Senators Want Continuity for NASA's Exploration Program (Source: Space Policy Online)
A recent Senate committee hearing focused on how to ensure that the human spaceflight program avoids another dramatic change when a new President takes office next year as it did in 2009. While most of the hearing dealt with maintaining the status quo amid political change, one witness, Mike Gold of SSL, looked more to the future and the need for a synergistic relationship between government and private sector space activities.

The hearing before the Subcommittee on Space, Science and Competitiveness of the Senate Commerce, Science, and Transportation Committee on July 13 was chaired by Sen. Ted Cruz (R-TX). This was only the third space hearing he had called since becoming subcommittee chairman last year.  SpacePolicyOnline.com summarized his February 24, 2015 hearing on human spaceflight and commercial space and his March 12, 2015 hearing on NASA's FY2016 budget request.

Joining him were the top Democrat on the subcommittee, Sen. Gary Peters (D-MI), the top Democrat on the full committee Sen. Bill Nelson (D-FL) and subcommittee member Sen. Steve Daines (R-MT), who introduced Gold, a Montana native. Peters and Nelson explicitly said they want to pass a new NASA authorization bill before the end of the Congress, and Cruz inferred it by saying that the subcommittee wants to provide NASA with security and stability and he would work with Peters to achieve that. Nelson made clear that he wants to extend the lifetime of the International Space Station (ISS) to the end of the decade, instead of the current U.S. commitment of 2024. (7/24)

NASA Establishes Institute to Explore New Ways to Protect Astronauts (Source: Space Daily)
NASA is joining with Baylor College of Medicine in Houston to operate a new institute charged with researching and developing innovative approaches to reduce risks to humans on long-duration exploration missions, including NASA's Journey to Mars. Work under the Translational Research Institute Cooperative Agreement, overseen by NASA's Human Research Program, begins Oct. 1.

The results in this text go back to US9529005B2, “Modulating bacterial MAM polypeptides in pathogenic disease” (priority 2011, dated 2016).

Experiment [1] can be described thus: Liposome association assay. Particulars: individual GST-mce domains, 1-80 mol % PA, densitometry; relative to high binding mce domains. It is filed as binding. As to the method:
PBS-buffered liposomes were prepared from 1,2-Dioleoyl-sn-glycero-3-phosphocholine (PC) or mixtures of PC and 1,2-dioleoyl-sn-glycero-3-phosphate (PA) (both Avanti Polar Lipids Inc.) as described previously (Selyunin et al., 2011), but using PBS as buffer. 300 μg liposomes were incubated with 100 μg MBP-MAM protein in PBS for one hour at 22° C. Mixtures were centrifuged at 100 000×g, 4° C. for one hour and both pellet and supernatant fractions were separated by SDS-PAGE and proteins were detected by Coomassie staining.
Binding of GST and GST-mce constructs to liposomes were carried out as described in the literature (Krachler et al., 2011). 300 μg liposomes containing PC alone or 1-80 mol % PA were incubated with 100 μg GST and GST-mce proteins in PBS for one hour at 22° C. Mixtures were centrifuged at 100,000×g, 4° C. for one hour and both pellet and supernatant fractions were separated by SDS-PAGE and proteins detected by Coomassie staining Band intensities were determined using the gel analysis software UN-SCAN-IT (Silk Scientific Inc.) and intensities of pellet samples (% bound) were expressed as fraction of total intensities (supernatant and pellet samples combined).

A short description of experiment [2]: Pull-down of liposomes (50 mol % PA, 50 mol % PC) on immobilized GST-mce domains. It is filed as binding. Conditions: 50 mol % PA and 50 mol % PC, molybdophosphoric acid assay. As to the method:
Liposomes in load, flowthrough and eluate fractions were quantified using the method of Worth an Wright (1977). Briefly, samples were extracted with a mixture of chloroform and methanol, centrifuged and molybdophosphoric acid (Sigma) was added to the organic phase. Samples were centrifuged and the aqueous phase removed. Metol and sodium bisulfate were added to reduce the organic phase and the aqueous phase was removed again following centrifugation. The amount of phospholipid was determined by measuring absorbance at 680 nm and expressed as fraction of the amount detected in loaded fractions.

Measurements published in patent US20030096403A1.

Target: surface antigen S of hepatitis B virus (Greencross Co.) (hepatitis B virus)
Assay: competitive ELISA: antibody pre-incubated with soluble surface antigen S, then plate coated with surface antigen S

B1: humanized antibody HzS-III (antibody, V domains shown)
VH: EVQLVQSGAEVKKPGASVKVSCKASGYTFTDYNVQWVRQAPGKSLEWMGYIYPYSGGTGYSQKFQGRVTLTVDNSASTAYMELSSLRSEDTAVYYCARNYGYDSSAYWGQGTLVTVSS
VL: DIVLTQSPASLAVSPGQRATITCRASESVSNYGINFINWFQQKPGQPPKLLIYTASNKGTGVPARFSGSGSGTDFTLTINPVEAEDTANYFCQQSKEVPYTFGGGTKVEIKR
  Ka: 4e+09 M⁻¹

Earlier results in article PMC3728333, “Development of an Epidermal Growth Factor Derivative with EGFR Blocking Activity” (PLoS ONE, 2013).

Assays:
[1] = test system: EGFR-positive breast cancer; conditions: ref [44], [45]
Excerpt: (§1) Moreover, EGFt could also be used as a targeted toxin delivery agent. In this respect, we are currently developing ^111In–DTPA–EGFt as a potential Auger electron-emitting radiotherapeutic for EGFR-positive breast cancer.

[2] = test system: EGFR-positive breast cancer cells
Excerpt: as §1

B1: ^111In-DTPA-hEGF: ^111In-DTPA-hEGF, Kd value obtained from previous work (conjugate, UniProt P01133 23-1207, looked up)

Translational research is an interdisciplinary model of research that focuses on translating fundamental research concepts into practice, with appreciable health outcomes. The NASA Translational Research Institute (NTRI) will implement a "bench-to-spaceflight" model, moving results or methods from laboratory experiments or clinical trials to point-of-care astronaut health and performance applications. (7/25)

20 New Countries to Invest in Space Programs by 2025 (Source: Space Daily)
According to Euroconsult's latest report, Trends and Prospects for Emerging Space Programs, 24 countries are identified as emerging space programs (ESPs) in 2015 having launched a total of 69 satellites in the last 20 years. As satellite technology has become more accessible and affordable, the number of countries investing in their first satellite system has increased dramatically. 2015 set an all-time record with nine satellites launched, confirming the dynamism of this market.

By 2025, we estimate that the number of emerging space programs will increase to 47 countries around the world. This includes 23 newcomers who will have committed their first investment in space between 2016 and 2025. Over 130 satellites are forecast to be launched in the next 10 years, nearly double that of the last decade. The total value of these satellites should more than double at nearly $12 billion, versus more than $5 billion during 2006-2015. (7/22)

Sally Ride, Mae Jemison Among 'Women of NASA' Proposed as LEGO Minifigs (Source: Space.com)
They have been launched to the space station and journeyed on a probe to Jupiter, have honored moonwalkers and made spaceflight the stuff of child's play. Now, they are going where no man — or rather woman — LEGO minifigure has gone before: showcasing the role of female pioneers in the U.S. space program.

"Women of NASA," a proposed LEGO set by a science writer and fan of the iconic toy brick brand, features LEGO minifigures in the likeness of five women who made lasting contributions to the space agency's exploration efforts. The set, posted to the LEGO Ideas website, needs 10,000 supporting votes in order to be reviewed by the Danish toy company for possible production. (7/25)

Return to the Underwater Space Station (Source: Space Daily)